Since they are considered a cost, normal profits are maintained even in a perfect market at equilibrium.
        [/nitpick]

      • It's a near perfect market, in the economic sense. The barrier to entry into the registration business is almost nil, it's all just some data processing. And as economics tells us, as a market approaches 'perfection', profit margins approach 0%. So it's not surprising that some registrars are resorting to shady business practices; the only people who can make money in the registration business are those who are willing to do a little lying and cheating.

        Actually, you are illustrating that it quite far from a

    • I tried to order a domain from GoDaddy once, after clicking through six pages of crap addons at checkout I decided the marginal savings wasn't worth it and moved to NameCheap.

    • by BikeHelmet (1437881) on Wednesday July 22, 2009 @05:10PM (#28788695) Journal

      The cheapest legit Registrars I've found were just over $10. The ones cheaper than that don't offer any privacy.

      I'd never use a registrar like GoDaddy. Their privacy is totally fake - anyone can phone in and get your info.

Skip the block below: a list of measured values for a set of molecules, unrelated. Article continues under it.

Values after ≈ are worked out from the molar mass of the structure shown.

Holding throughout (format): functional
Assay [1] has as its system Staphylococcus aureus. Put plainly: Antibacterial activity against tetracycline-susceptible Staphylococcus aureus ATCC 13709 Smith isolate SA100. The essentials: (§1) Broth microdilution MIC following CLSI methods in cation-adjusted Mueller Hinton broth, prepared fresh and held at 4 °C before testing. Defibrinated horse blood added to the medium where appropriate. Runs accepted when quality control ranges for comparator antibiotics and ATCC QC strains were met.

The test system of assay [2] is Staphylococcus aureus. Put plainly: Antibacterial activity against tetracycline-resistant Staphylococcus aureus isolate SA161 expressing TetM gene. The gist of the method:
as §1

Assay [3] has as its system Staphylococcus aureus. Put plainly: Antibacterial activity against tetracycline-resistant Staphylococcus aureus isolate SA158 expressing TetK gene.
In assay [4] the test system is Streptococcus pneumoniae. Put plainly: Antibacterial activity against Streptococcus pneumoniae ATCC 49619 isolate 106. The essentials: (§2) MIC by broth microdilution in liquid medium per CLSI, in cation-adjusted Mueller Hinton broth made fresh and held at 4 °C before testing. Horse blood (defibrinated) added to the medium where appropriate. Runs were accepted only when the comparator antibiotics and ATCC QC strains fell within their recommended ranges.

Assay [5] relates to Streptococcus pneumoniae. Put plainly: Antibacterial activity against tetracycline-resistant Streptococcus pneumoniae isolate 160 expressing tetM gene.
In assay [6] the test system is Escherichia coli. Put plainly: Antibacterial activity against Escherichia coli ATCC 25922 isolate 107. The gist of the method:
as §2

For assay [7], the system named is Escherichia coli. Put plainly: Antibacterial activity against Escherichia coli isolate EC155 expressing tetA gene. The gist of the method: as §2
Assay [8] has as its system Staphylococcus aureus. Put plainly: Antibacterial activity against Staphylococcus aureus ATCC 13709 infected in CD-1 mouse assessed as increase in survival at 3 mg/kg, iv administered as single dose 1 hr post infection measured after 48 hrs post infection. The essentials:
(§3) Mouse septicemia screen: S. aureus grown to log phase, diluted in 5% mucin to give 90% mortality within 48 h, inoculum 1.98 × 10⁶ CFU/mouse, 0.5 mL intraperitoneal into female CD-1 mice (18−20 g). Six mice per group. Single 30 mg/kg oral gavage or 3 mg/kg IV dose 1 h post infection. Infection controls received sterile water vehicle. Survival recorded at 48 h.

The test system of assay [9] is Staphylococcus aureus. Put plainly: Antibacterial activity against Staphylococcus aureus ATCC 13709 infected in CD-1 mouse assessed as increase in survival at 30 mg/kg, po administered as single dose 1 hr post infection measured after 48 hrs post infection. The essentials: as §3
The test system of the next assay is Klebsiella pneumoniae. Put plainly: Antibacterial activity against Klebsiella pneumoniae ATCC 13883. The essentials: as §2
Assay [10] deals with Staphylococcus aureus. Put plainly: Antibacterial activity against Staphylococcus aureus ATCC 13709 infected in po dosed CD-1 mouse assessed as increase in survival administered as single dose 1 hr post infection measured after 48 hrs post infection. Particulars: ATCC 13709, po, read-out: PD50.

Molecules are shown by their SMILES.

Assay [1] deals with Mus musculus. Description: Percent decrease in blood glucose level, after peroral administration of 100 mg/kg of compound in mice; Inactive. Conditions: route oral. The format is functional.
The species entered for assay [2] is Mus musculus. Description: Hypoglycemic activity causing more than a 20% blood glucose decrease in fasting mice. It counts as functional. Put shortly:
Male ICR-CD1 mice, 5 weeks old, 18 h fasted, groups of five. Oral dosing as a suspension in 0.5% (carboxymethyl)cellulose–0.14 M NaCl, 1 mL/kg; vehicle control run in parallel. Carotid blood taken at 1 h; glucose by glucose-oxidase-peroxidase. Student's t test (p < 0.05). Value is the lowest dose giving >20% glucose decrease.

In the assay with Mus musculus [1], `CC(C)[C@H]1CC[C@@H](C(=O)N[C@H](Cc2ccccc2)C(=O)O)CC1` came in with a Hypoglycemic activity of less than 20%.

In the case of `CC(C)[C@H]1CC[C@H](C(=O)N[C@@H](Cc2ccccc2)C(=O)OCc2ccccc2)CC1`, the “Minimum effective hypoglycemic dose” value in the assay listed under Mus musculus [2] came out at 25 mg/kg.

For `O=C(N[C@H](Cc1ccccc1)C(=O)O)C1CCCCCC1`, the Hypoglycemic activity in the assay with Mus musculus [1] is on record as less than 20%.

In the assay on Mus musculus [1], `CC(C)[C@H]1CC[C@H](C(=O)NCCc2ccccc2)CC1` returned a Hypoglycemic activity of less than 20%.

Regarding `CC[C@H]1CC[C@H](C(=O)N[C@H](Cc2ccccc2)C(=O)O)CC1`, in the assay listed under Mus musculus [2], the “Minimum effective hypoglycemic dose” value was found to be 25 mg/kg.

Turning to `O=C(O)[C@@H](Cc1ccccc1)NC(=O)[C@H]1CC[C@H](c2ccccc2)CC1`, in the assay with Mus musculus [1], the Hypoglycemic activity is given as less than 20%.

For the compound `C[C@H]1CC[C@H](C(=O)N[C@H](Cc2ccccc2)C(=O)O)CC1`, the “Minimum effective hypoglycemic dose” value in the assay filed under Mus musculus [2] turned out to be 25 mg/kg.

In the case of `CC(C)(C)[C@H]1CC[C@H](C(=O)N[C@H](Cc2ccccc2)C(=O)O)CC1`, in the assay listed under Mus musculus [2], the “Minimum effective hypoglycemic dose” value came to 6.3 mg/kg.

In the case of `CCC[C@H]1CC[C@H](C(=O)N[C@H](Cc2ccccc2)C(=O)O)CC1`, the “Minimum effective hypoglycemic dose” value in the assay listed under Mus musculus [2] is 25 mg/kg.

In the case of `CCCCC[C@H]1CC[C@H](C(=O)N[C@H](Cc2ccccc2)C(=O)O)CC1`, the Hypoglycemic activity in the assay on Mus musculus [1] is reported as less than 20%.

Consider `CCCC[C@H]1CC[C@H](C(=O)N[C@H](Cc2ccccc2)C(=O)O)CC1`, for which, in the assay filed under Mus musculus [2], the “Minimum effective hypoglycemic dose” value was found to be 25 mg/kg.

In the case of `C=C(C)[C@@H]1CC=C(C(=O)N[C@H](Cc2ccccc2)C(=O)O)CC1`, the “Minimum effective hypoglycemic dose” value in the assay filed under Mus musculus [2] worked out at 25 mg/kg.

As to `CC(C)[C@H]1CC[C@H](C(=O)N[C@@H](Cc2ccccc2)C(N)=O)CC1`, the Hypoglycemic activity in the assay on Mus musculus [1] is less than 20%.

• by xant (99438)

      "Make their money up"? You mean that onerous cost of using CPU cycles and a few bytes of bandwidth to automatically process my registration? The marginal cost of a new domain is like 0.000003 dollars.

  • Consequences (Score:5, Interesting)

    by jpmorgan (517966) on Wednesday July 22, 2009 @04:07PM (#28787779) Homepage

    ICANN needs to figure out an enforcement policy. Perhaps it should order the root servers to stop accepting new registrations from registrars not following the rules.

    • Re: (Score:2, Insightful)

      by maxwell demon (590494)

      ICANN needs to figure out an enforcement policy. Perhaps it should order the root servers to stop accepting new registrations from registrars not following the rules.

      But it should announce that some time before, so that innocent people registering domains know to avoid those registrars.